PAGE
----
In Pakistan, the financial year ends on June 30th. However, since the conventional year is about to end, we look back at how the new government fared at handling the economy and also make some policy prescriptions along the way. The incumbent government is being judged rather harshly on its performance in the first few months. Let’s just make this clear: there is no silver bullet that could end Pakistan’s economic woes within 100 days. Given that the government has inherited a ‘broken’ economy, I’d say that they have performed quite well. A common way to find out how well a country ...

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They say the gas price hike will not affect the common man, but that’s not true

At no other time in Pakistan’s recent history were people’s expectations as high as they were after the 2018 General Elections. The Pakistan Tehreek-e-Insaf (PTI) chief and his associates had practically promised the moon to the masses in their pre-election campaign. Murad Saeed had even guaranteed that half of the $200 billion in foreign bank accounts of corrupt Pakistanis, would be brought back within two days after the formation of his party’s government. But Imran Khan rewarded this fake degree holder and miracle man (who had allegedly given and passed three exams in just half an hour) by making him ...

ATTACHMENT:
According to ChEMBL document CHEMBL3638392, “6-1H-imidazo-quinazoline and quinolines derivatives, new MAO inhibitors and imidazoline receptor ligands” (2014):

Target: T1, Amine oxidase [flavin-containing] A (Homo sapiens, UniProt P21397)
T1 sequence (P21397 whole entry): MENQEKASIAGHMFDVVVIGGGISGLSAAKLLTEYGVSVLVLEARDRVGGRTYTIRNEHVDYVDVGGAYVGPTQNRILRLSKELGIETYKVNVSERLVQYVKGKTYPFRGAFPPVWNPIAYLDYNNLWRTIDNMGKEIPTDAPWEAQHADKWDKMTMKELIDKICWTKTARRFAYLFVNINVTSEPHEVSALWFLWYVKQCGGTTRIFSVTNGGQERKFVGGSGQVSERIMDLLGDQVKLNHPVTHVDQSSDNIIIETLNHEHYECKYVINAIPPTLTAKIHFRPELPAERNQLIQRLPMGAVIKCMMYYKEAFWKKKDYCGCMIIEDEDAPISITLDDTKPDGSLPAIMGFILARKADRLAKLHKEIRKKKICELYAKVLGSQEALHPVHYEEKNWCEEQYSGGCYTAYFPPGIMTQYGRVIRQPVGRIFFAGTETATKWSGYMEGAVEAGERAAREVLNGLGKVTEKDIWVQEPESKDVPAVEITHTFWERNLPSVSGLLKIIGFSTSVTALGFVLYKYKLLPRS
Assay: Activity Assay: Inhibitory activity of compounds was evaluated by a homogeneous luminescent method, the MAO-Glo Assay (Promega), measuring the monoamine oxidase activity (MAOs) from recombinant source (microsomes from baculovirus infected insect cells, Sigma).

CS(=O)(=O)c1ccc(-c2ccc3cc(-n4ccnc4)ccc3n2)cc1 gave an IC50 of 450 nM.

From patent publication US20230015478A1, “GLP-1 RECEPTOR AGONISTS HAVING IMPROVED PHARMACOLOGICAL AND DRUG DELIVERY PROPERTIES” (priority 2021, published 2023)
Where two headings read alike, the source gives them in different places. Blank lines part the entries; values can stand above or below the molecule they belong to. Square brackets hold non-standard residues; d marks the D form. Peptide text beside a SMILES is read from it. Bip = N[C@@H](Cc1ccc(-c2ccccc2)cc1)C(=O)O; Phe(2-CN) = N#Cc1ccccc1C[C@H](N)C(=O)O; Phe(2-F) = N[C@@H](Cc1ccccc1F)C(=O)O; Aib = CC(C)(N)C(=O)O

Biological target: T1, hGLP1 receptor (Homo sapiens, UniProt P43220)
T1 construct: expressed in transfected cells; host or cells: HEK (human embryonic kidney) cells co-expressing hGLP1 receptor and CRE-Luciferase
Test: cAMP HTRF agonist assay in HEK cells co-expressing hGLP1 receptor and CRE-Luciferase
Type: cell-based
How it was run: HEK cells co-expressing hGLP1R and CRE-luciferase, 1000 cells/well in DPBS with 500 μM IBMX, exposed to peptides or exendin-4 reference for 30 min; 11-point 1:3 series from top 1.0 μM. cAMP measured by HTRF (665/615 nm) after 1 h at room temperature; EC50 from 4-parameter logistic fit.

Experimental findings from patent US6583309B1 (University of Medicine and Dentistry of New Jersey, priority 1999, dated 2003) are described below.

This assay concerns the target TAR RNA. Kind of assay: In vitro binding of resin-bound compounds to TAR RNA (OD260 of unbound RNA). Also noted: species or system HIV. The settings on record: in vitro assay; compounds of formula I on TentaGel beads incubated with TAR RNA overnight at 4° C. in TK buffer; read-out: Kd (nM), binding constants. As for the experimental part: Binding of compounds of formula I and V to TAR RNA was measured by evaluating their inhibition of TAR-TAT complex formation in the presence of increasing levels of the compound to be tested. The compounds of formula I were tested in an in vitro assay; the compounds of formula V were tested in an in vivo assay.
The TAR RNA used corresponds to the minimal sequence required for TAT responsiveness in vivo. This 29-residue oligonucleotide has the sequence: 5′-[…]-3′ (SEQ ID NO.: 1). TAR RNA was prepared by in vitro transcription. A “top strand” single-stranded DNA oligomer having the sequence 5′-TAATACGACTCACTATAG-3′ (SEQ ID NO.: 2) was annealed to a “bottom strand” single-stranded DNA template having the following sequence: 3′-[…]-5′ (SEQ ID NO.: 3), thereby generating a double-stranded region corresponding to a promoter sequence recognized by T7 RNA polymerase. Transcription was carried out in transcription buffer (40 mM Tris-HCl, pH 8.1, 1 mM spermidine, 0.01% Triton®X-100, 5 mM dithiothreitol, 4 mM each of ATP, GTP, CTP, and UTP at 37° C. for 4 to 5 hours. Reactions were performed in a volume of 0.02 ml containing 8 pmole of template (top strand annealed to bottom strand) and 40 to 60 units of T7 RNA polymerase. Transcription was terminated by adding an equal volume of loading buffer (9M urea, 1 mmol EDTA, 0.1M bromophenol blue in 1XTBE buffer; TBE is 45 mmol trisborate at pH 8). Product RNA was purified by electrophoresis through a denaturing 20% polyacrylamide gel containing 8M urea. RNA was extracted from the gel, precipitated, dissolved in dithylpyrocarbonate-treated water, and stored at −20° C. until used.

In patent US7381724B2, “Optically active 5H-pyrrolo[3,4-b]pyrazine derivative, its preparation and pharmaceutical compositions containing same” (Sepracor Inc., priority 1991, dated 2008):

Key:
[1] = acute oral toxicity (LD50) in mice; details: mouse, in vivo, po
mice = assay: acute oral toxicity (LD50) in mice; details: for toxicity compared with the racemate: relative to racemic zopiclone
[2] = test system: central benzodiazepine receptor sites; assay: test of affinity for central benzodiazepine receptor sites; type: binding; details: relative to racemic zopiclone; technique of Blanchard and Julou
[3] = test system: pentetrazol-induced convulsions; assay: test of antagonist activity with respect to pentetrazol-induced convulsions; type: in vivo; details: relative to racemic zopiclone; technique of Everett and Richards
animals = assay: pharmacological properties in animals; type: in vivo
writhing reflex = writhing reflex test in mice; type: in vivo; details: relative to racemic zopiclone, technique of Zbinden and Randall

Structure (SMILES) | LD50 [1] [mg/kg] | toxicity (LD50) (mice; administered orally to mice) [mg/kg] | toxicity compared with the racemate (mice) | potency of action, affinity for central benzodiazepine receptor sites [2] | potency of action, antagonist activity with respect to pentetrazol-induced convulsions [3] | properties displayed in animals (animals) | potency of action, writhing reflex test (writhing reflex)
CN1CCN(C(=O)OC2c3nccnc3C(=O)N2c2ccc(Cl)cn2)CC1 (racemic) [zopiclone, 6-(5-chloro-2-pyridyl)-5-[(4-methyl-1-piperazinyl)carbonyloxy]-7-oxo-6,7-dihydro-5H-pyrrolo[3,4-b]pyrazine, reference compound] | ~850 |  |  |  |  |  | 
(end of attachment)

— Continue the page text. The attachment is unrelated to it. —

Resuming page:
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Khursheed Shah should take a look at PPP’s abysmal economic performance before pointing fingers at PML-N

Any accusation, any labels of incompetence hurled at Pakistani politicians have a very easy retort – the other guy is worse. Since a new election is on the horizon, our politicians have taken to this time honed art of mud-slinging with a new fervour. Khursheed Shah has come out with a statement that Pakistan’s economy has significantly deteriorated during the tenure of the Pakistan Muslim League-Nawaz (PML-N) government. Perhaps he’s forgetting Pakistan Peoples Party’s (PPP) very dismal economic performance during its last stint. There are many facets of governance and politics which are hard to measure. Fortunately, economic performance is not one of them. ...

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Would you invest in Bitcoin, the future of global currency?